associating the multikey policy to each of the respective instances of the multikey automatically;
providing, to each of the set of ROBOs, the respective instances of the multikey; and
making changes to the multikey policy, wherein changes made to the multikey policy at the central security platform automatically result in identical changes to policies associated with the respective instances of the multikey at each of the set of ROBOs.
21. The method of claim 20, further comprising:
encrypting or decrypting the secure item at a ROBO using the respective multikey instance unique to the ROBO;
enabling access or modification of the set of properties, permissions, and policies of the multikey with respect to the multikey instance unique to the ROBO;
associating changes to the set of properties, permissions, and policies of the multikey automatically with respect to the set of multikey instances.
22. The method of claim 20, further comprising:
accepting a notification of a potentially compromised instance of the multikey at a ROBO;
generating, by deriving from the multikey, a new instance of the multikey to replace the potentially compromised instance of the multikey at the ROBO;
maintaining both the new instance of the multikey and the potentially compromised instance of the multikey for a period of time at the ROBO;
generating a new multikey and generating, by deriving from the multikey, a new set of multikey instances for key rotation at the set of ROBOs.
23. The method of claim 20, further comprising:
assigning an unique location identifier to each of the set of ROBO;
associating the unique location identifier to the instance of the multikey at the ROBO;
using the same unique location identifier for a new device or component added to the ROBO.
24. A system comprising:
a central security platform that, in operation, defines, disseminates, and enforces one or more policies associated with a multikey for a database over a plurality of distributed satellite security platforms;
said plurality of satellite security platforms, coupled to the central security platform, at least one of the plurality of satellite security platforms, including:
a secure item;
a respective instance derived from the multikey;
an encryption engine, wherein, in operation, the encryption engine uses the respective instance of the multikey to encrypt or decrypt the secure item based on the one or more associated policies inherited by the respective instance from the multikey;
wherein the central security platform further includes a multikey administrative engine, and wherein, in operation, changes made to the one or more associated policies by the multikey administrative engine automatically result in identical changes to policies associated with the respective instance of the multikey at each of the plurality of satellite security platforms.
25. A method comprising:
defining, disseminating, and enforcing for a centralized security platform one or more policies associated with a multikey for a database;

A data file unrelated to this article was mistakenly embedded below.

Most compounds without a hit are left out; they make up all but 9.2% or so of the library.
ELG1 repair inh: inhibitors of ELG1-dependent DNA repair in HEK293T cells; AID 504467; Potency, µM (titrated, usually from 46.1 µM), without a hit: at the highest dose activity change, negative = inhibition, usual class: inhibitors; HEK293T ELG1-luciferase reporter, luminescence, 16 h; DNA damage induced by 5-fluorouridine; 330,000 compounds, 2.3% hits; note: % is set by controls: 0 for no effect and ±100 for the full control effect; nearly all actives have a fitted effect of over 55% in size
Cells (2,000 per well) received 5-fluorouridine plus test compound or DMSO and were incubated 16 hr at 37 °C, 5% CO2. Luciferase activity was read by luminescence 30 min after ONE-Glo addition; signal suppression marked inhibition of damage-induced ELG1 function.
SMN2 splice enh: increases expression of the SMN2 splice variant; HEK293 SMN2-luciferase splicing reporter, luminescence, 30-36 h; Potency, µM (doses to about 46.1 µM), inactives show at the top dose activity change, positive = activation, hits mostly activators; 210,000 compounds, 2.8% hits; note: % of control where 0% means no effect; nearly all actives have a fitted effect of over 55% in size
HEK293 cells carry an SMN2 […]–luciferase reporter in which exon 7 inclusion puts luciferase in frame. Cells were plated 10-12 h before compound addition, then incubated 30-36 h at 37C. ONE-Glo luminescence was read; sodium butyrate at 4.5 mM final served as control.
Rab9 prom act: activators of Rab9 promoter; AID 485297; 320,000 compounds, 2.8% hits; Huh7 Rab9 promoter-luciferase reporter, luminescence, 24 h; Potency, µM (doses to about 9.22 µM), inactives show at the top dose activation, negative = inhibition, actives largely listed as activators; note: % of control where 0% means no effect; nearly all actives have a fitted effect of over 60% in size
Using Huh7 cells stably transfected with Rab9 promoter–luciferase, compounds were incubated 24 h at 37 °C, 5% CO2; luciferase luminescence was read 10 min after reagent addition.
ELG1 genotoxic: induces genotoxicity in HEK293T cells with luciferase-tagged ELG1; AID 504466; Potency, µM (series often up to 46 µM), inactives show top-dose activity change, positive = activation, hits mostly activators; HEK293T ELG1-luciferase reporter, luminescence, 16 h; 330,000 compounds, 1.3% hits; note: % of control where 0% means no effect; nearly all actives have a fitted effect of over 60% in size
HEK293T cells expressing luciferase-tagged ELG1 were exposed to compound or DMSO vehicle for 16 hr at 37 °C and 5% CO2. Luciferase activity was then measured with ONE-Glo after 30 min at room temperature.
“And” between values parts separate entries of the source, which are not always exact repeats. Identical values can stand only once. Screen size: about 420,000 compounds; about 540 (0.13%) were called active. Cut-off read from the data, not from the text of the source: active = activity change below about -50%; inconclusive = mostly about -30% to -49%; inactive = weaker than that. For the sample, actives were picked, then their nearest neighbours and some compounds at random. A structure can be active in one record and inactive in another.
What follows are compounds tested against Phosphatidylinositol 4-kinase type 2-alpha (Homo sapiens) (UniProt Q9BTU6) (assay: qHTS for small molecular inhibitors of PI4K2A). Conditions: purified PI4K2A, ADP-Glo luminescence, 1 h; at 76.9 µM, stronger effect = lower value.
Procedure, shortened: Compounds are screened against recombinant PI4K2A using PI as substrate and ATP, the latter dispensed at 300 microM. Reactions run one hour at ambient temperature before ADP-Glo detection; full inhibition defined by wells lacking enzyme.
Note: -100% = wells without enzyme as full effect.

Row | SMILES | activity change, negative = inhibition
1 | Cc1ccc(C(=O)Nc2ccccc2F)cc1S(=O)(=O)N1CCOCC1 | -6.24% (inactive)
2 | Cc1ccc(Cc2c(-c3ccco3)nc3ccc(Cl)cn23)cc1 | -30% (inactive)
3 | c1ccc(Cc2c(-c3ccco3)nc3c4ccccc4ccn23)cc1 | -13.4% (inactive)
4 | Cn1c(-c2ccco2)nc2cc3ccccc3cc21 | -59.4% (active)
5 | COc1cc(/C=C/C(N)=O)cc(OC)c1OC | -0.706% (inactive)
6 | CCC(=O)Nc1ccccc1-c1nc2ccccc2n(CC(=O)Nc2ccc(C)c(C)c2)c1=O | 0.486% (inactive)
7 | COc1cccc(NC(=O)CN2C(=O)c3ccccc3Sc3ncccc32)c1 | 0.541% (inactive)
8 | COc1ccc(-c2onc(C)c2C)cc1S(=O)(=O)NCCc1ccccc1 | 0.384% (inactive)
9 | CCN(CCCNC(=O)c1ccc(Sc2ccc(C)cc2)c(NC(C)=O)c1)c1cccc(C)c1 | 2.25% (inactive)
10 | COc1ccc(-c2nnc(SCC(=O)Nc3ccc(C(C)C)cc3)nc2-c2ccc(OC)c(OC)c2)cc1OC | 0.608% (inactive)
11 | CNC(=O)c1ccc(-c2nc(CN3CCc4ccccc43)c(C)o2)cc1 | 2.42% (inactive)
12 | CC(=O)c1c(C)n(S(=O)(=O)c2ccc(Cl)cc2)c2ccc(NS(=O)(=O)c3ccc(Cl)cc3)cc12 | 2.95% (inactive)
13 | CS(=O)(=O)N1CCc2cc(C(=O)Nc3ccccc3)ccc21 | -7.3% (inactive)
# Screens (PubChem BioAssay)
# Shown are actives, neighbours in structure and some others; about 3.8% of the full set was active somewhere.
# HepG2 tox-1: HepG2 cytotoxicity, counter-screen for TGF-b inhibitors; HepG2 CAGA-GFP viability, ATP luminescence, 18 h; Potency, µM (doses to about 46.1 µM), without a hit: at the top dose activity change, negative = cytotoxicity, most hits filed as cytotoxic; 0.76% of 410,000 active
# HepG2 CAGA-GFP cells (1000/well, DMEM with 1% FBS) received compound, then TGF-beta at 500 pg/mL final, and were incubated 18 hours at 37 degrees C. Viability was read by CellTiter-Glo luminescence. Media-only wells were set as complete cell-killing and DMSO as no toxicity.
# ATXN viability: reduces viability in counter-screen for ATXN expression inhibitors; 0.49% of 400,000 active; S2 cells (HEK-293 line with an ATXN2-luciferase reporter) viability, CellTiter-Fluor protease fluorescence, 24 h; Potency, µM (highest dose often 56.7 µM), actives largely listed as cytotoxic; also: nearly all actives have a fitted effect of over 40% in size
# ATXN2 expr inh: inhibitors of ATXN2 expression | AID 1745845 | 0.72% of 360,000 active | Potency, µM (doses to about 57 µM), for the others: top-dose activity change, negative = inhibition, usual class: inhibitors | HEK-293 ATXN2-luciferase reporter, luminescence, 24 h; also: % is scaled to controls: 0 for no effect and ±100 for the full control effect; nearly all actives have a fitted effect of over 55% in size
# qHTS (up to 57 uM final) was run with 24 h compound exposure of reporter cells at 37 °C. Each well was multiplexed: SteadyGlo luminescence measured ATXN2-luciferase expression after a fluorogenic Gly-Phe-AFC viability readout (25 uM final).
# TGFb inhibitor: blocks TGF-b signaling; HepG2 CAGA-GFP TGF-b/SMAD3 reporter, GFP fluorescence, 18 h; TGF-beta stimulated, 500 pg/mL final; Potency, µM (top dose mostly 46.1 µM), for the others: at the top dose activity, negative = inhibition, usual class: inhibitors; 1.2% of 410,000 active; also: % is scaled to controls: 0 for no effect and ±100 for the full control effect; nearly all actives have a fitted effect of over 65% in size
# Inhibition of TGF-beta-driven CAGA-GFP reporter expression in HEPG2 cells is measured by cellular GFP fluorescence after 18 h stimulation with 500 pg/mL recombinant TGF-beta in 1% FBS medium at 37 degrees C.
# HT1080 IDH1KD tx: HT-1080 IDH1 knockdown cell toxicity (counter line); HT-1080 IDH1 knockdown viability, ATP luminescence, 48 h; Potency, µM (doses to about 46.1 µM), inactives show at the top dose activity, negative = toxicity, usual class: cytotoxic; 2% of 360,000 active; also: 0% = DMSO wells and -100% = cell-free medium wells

providing the multikey over a plurality of distributed satellite security platforms, wherein at least one of the plurality of satellite security platforms maintains a secure item;
instantiating an instance derived from the multikey at the at least one of the plurality of distributed satellite security platforms;
associating one or more of said policies with the derived instance;
using the respective instance of the multikey to encrypt or decrypt the secure item based on the one or more associated policies; and
making changes to the one or more associated policies at the central security platform, wherein said changes automatically result in identical changes to policies associated with the respective instance of the first multikey at each of the plurality of satellite platforms.
Description
CROSS-REFERENCE TO RELATED APPLICATIONS

This application claims the benefit of U.S. Patent Application No. 60/854,977 filed Oct. 27, 2007, which is incorporated by reference.

BACKGROUND

As data security requirements extend from a data center to retail locations and branch offices, the problem of key management is exacerbated. Data entering an enterprise IT infrastructure at a Remote Office/Branch Office (ROBO) should probably be encrypted prior to short or long term storage. The data will need to be decrypted for use at the ROBO itself, and in many cases, decrypted at central data centers for bulk processing and aggregation applications such as data warehousing. As many large banks and retail operations have stores numbering in the thousands, it may be tempting for them to re-use encryption keys amongst branch locations, perhaps using a single key to encrypt all data at all locations. As store locations are inherently less secure than data center facilities, the risk of key compromise and data theft becomes more likely. The more locations where a single encryption key is stored, the more opportunity there is for physical theft or electronic break in. Compounding the issue is that the more data encrypted with a single key, the more valuable compromising that key becomes to would-be identity thieves.

Since it is rare that individual stores and branch offices need to share data with each other, there is typically no requirement that they share encryption keys. Indeed the ideal solution from a security standpoint is to have all data of similar form at each branch encrypted with a key unique to that location. With dozens of fields that may need encryption and potentially thousands of branches, the best practices security solution creates a key management nightmare for medium and large enterprises. Tens of thousands of keys must be kept in a database at the data center and selectively and securely distributed to the correct branch offices. This difficulty of modifying a key property or policy is now multiplied, and the probability of error is high. Adding new keys for new applications and rotating keys likewise quickly become intractable problems.